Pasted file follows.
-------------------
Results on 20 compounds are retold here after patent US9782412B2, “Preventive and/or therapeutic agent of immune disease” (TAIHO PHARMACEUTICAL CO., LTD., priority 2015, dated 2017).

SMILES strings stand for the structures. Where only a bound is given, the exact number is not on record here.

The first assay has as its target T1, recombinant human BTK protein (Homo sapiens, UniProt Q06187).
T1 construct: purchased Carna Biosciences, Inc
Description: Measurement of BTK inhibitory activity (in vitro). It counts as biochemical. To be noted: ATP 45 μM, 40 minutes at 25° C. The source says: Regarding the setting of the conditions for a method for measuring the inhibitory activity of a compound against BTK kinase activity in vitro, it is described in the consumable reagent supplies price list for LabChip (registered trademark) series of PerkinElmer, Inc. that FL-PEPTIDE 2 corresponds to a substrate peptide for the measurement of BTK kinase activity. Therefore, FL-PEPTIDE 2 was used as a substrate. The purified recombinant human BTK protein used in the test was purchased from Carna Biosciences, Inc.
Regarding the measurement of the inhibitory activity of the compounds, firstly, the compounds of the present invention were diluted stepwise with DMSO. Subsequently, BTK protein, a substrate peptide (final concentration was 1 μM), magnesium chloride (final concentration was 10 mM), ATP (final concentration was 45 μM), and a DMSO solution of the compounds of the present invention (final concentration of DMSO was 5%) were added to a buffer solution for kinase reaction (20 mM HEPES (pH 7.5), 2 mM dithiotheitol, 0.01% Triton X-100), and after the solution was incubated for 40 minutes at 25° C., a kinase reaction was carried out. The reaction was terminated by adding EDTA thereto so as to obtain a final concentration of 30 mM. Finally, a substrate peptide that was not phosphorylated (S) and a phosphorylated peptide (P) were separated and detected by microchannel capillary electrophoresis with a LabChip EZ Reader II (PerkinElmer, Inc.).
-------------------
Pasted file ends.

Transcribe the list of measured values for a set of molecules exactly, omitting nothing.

Results on 20 compounds are retold here after patent US9782412B2, “Preventive and/or therapeutic agent of immune disease” (TAIHO PHARMACEUTICAL CO., LTD., priority 2015, dated 2017).

SMILES strings stand for the structures. Where only a bound is given, the exact number is not on record here.

The first assay has as its target T1, recombinant human BTK protein (Homo sapiens, UniProt Q06187).
T1 construct: purchased Carna Biosciences, Inc
Description: Measurement of BTK inhibitory activity (in vitro). It counts as biochemical. To be noted: ATP 45 μM, 40 minutes at 25° C. The source says: Regarding the setting of the conditions for a method for measuring the inhibitory activity of a compound against BTK kinase activity in vitro, it is described in the consumable reagent supplies price list for LabChip (registered trademark) series of PerkinElmer, Inc. that FL-PEPTIDE 2 corresponds to a substrate peptide for the measurement of BTK kinase activity. Therefore, FL-PEPTIDE 2 was used as a substrate. The purified recombinant human BTK protein used in the test was purchased from Carna Biosciences, Inc.
Regarding the measurement of the inhibitory activity of the compounds, firstly, the compounds of the present invention were diluted stepwise with DMSO. Subsequently, BTK protein, a substrate peptide (final concentration was 1 μM), magnesium chloride (final concentration was 10 mM), ATP (final concentration was 45 μM), and a DMSO solution of the compounds of the present invention (final concentration of DMSO was 5%) were added to a buffer solution for kinase reaction (20 mM HEPES (pH 7.5), 2 mM dithiotheitol, 0.01% Triton X-100), and after the solution was incubated for 40 minutes at 25° C., a kinase reaction was carried out. The reaction was terminated by adding EDTA thereto so as to obtain a final concentration of 30 mM. Finally, a substrate peptide that was not phosphorylated (S) and a phosphorylated peptide (P) were separated and detected by microchannel capillary electrophoresis with a LabChip EZ Reader II (PerkinElmer, Inc.).